When a representative of the Department of Education revealed the map depicting the proposed new zones for four elementary schools and one new school in and around Park Slope, the whole room got a little tighter on Wednesday night.
In an effort to help stop the perpetual growth and overcrowding of two popular Park Slope elementary schools, P.S. 321 and P.S. 107, which serves grades kindergarten to fifth in District 15, the DOE proposed five new zones, essentially cutting the neighborhood up into strange shapes—which will decide which residents are cut into or out of a certain public school district. (See PDFs of the map and the full presentation in the photo gallery.)
Carrie Marlin, a planning official for the DOE, showed a presentation to the auditorium of P.S. 39 filled with what she called a “robust crowd” of over 100 parents. Her slideshow revealed the new zones, the rationale for rezoning the neighborhood and the planned class sizes and capacity of the five area schools—P.S. 321, P.S. 39, P.S. 107, P.S. 10 and a new school opening in 2013 on Eighth Street and Fourth Avenue, St. Thomas Aquinas.
“Every year, [P.S. 321 and 107] have accommodated very significant annual increases in enrollment. What we see now is that they will not have the ability to continue to serve the whole zone, even after they take the steps to try and accommodate,” Marlin said, explaining that P.S. 321 and 107 have transformed their art and music rooms into classrooms to battle overcrowding. “Essentially, what we would see at these schools in the next two years is the need to start capping overflowing students in significant numbers and that is very disruptive to schools and families. Students in the schools’ current zone could be sent far away.”
The proposed new zone for P.S. 321 on Seventh Avenue would essentially cut about 10 blocks out of its current zone, only if the Community Education Council District 15 votes to approve the new map during its 45-day process.
The area most affected, meaning that the children living in the area would go to St. Thomas Aquinas when it opens in 2013, is the southwestern corner of P.S. 321’s district. The border would be moved east to Fifth Avenue, from Third Avenue, and north to First Street.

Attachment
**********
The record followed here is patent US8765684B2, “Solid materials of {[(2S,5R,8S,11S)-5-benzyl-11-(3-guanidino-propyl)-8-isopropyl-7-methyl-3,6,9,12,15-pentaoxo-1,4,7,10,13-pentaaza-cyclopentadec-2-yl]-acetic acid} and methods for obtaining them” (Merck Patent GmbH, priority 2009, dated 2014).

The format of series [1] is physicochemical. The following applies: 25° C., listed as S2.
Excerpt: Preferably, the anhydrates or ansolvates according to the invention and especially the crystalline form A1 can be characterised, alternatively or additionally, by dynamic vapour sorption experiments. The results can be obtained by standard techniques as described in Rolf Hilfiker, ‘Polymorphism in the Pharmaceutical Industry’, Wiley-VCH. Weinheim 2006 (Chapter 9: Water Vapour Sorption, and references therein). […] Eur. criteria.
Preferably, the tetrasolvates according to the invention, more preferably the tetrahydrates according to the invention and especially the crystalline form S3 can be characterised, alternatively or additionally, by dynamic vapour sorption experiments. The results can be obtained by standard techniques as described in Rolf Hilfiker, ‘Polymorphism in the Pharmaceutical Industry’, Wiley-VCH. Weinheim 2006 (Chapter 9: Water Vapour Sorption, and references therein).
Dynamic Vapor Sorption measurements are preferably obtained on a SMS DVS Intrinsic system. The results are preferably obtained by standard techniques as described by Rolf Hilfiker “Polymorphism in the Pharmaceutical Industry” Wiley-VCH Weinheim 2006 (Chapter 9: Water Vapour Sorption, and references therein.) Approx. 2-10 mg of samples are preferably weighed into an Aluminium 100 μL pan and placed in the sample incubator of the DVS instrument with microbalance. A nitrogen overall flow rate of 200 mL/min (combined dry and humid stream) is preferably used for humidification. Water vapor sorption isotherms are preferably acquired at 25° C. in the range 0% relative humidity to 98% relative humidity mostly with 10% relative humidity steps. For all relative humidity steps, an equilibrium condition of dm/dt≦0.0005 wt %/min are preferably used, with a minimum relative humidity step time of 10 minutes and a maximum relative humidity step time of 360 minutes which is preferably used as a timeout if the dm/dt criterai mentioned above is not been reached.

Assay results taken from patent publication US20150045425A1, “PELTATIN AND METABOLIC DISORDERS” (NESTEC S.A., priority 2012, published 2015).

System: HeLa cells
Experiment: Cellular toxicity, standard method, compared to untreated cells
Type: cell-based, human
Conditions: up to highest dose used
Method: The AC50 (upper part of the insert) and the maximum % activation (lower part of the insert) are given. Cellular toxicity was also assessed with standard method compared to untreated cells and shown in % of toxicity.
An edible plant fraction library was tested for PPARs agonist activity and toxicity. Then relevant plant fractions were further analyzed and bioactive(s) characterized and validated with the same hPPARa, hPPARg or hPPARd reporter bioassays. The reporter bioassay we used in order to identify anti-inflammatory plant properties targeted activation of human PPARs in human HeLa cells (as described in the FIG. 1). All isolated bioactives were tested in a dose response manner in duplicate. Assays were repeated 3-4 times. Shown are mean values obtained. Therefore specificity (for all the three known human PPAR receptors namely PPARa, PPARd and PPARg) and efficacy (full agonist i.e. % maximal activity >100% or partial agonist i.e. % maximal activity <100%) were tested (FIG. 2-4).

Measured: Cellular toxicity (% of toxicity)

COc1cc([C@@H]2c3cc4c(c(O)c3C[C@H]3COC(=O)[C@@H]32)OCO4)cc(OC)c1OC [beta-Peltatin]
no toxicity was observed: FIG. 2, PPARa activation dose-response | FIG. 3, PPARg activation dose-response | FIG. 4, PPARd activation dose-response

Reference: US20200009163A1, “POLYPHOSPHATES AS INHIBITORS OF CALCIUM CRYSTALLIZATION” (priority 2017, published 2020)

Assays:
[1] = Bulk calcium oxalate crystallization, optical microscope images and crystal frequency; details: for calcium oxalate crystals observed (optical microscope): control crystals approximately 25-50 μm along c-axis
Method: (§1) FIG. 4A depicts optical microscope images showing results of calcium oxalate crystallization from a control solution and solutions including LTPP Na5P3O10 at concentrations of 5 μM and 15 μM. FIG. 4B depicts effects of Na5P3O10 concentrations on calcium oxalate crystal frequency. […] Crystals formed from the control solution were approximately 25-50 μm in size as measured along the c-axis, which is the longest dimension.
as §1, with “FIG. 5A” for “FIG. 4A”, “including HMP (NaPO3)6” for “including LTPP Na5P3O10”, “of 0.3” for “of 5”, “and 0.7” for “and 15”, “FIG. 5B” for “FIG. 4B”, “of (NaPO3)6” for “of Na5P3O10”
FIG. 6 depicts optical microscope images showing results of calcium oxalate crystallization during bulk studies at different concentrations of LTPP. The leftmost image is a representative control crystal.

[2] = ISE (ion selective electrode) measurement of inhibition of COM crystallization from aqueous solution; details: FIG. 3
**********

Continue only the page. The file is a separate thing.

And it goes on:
The border on Fifth St. would be cut north to Fourth St., only between Seventh Ave. and Prospect Park West—moving those kids to P.S. 39.
P.S. 107’s borders may also become smaller—block cutting starts west of Seventh Ave., between 11th St. and 14th St. Also, the border between Prospect Park West and Eighth Ave. from Windsor Pl. and 15th St.
To see the potential changes in P.S. 10 and 39’s borders, see the DOE’s proposal in the picture attached.
The principal of P.S. 321, Liz Phillips, said she initially did not support rezoning, but eventually the 50 student increase each year became too much to handle, now serving 1,402 students and over capacity at 128 percent.
“We’ve done everything we can, filled our art room with a classroom and the projections just don’t work without getting rid of two kindergarten classes,” Phillips said. “There’s no ideal solution, I hate the idea of rezoning, but this would be a permanent solution that will stabilize our population.”
A parent of a four-year-old, who luckily still lies in the new proposed zone for P.S. 321, was nervous until the map was revealed.
“We bought our house on Sixth Ave. with sending our kid to P.S. 321 being a major factor, her bedroom actually looks over the school's playground and she has been excited about going to school with her friends on the block,” said John, a Sixth Ave. resident who did not want to give his last name. “Luckily, we are safe. I am relieved she’ll be going to the school we wanted.”
But other parents, who weren’t as lucky as John, were devastated after finding out their children will not go to the school they had planned for.
“My kid was a prospective student at P.S. 321, my family bought a place in what we thought was P.S. 321,” said Filipe, a Park Slope resident. “Now we’d be put into a new school. We played by the rules and we bought in zone because we want to be in that zone—while other parents rent in in the area for one year and then move elsewhere.”
Another issue parents were worried about is the fear that the new zones will cut diversity in schools.
A parent of two children in Park Slope, named Leslie, prepared a map using census data depicting which Park Slope blocks have the most diversity.
“I had this sinking feeling that when P.S. 321 was made into a smaller zone, it would be the most racially diverse block group that would be eliminated. And my fears have been confirmed tonight,” she said while holding the color-coded map she made.
Leslie explained that she found the proposed zone for P.S. 321 only has zero to 8 percent minority, compared to 9 to 22 percent minority on other blocks in its current zone.
“Low and behold my block, which is 34 to 36 percent minority, will be the ones who will be forced into a new school. It very well may be an ‘A’ school, it may also be an ‘F’ school,” Leslie said. “But, it will be over-utilized at its inception and will be immediately be overcrowded.”
However, Marlin said that St. Thomas Aquinas will only take kindergarten classes in 2013. She explained that students who are currently enrolled in schools will not be moved out. Also, prospective students who are cut out of their current school zone but have siblings in that school, will have priority in enrollment.
What do you think about the proposed zones? The Community Education Council now has 45 days to vote on the proposal. Let us know what you think in the comments section below.